By J O’Toole (for swp.ie)
In a conflict that generated horrific atrocities in abundance, few delivered more grief to its victims than the murder of widowed mother-of-ten Jean McConville in December 1972. Looking back more than forty years later it is almost impossible to fathom the pain that such atrocities inflicted on families and friends.
And yet the conflict in the North brought misery without end in the early seventies -- 15 civilians were killed in the UVF bombing of McGurk’s Bar in Belfast in late 1971; British Army massacres in Belfast the same year and in Derry in January 1972 took 11 and 14 lives respectively; and a devastating IRA bombing at Claudy just a few months before McConville’s abduction left 9 dead--and these were but the worst in a long string of staggering atrocities that accompanied the outbreak of war in the North.
Jean McConville -- a Protestant in a mixed marraige -- had moved to Divis in the Lower Falls area after she and her husband were burnt out of East Belfast by loyalists. After her abduction by the IRA, McConville’s surviving family was broken up and her children scattered, some of them taken into care.
Her son Michael insists that the RUC had information on the 32 year-old’s disappearance within two days, yet the police never attempted to find her.
Although the British government have gone to extraordinary lengths to resurrect the case over the past couple of years -- pouring huge resources into bringing a high-profile court case in the US to win access to interview transcripts and, in the last few weeks, arresting high profile veteran republicans, including most recently Sinn Fein president Gerry Adams -- the fact is they never even opened a file on McConville until forced to do so by her family in 1995, almost a quarter century after her death.
While there are few who will not sympathise with the McConvilles in their search for the truth, many are understandably cynical about the British government’s motivation in bringing a case now, within weeks of Tory NI Secretary of State Teresa Villier’s announcement of a “fresh approach” to the past that will focus on “the wrongdoing of paramilitaries” and away from reckoning with the “activities of the state.”
On one level there is nothing “fresh” or new in this:
David Cameron’s rejection of the call for an independent inquiry into the murder of Belfast solicitor Pat Finucane is only the most well-known attempt to bury the story of the state’s deep complicity in sectarian murder, and the notion that state forces have come under some special scrutiny in recent years is delusional. The new turn is a flagrant attempt to draw a line under investigations into state terror, though Villiers reserves the power to prosecute republicans and loyalists as the needs of the ‘peace process’ dictate.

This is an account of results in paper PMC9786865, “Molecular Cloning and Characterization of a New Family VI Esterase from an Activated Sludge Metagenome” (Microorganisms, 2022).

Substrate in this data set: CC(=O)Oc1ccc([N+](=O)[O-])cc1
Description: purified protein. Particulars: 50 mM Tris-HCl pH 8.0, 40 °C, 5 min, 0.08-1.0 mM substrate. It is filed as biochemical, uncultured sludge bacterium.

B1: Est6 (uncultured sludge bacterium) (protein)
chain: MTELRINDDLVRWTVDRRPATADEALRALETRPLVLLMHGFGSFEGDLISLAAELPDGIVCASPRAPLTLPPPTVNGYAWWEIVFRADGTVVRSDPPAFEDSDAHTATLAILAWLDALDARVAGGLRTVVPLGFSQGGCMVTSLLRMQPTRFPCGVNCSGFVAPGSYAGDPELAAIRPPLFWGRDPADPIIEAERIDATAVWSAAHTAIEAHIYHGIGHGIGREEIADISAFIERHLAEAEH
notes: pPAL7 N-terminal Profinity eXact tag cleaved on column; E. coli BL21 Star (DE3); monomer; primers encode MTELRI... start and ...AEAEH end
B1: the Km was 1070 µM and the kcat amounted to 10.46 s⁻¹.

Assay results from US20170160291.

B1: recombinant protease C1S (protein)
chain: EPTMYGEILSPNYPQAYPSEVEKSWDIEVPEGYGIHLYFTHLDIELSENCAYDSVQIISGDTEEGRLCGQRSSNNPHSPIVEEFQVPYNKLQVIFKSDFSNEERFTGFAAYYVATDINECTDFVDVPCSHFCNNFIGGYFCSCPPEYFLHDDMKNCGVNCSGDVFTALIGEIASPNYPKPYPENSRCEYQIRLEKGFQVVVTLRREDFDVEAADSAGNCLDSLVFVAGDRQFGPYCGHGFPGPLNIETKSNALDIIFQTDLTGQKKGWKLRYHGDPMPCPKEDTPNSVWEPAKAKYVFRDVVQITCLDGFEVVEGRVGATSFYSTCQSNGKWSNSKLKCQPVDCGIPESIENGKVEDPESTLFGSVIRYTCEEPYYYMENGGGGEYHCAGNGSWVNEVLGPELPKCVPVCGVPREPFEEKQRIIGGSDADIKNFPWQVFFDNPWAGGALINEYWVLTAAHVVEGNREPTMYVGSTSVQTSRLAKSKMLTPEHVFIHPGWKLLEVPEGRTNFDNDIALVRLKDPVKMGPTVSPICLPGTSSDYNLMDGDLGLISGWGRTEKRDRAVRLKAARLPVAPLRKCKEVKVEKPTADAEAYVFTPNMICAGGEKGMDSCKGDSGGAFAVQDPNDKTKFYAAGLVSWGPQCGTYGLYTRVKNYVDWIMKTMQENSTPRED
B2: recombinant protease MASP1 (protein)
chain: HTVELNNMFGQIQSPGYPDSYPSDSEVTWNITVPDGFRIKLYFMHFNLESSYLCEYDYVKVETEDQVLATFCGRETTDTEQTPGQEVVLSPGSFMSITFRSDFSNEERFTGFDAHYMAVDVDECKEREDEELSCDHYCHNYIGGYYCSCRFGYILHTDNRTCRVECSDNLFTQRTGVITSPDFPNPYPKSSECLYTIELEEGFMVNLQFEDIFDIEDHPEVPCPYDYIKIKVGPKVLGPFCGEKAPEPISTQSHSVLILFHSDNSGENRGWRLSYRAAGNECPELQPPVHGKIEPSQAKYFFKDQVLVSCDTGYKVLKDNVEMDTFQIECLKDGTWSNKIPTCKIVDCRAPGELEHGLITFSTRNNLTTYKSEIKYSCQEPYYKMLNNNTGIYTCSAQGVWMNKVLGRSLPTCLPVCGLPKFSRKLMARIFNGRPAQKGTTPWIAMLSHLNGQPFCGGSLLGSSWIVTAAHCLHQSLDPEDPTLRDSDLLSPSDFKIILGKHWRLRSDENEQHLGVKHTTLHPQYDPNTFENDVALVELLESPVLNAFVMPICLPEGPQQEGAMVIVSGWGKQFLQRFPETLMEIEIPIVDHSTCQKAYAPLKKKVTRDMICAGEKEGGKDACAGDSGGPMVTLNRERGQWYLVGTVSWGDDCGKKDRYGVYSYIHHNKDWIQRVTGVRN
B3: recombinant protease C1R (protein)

Facing “dozens of inquests” into Troubles-related killings and with a string of High Court cases “by victims alleging state collusion in murder,” London is looking for a way to shut down the search for truth, not to expand it. It is the convergence of interests between the British state and the most backward elements in Unionism--exposed for their scuppering of the recent Haass talks--that explains Villiers’s declaration.
Villiers’ announcement just a day before Adams’ arrest that she would block an independent review into the 1972 murder by British paratroopers of 11 unarmed civilians--including a mother of eight--in Ballymurphy provides clear evidence of the double standards at play.
“When you will stop harbouring murderers in the ranks of the British Army?” John Teggart, speaking for their families, asked of David Cameron. “Never” would be Cameron’s response if he were speaking honestly, and in this he has the full backing of the British and Irish establishments. All of this comes within days of the grand hooley at the Queen’s residence in London, after all, when the Irish elite of all political stripes--including Sinn Fein--fell over themselves in begging London’s forgiveness for having once intruded on imperial prerogatives.
In the aftermath of Villiers announcement that there would be no review of the Ballymurphy murders, Enda Kenny expressed his “disappointment” with the decision. Such a feeble response is to be expected from the head of a state which has never pressed the British government to release its files on the 1974 Dublin-Monaghan bombings, the worst single atrocity of the Troubles--in which 34 civilians were killed and more than 300 injured in an operation described by an Oireachtas committee as “an act of international terrorism colluded in by British Security Forces.”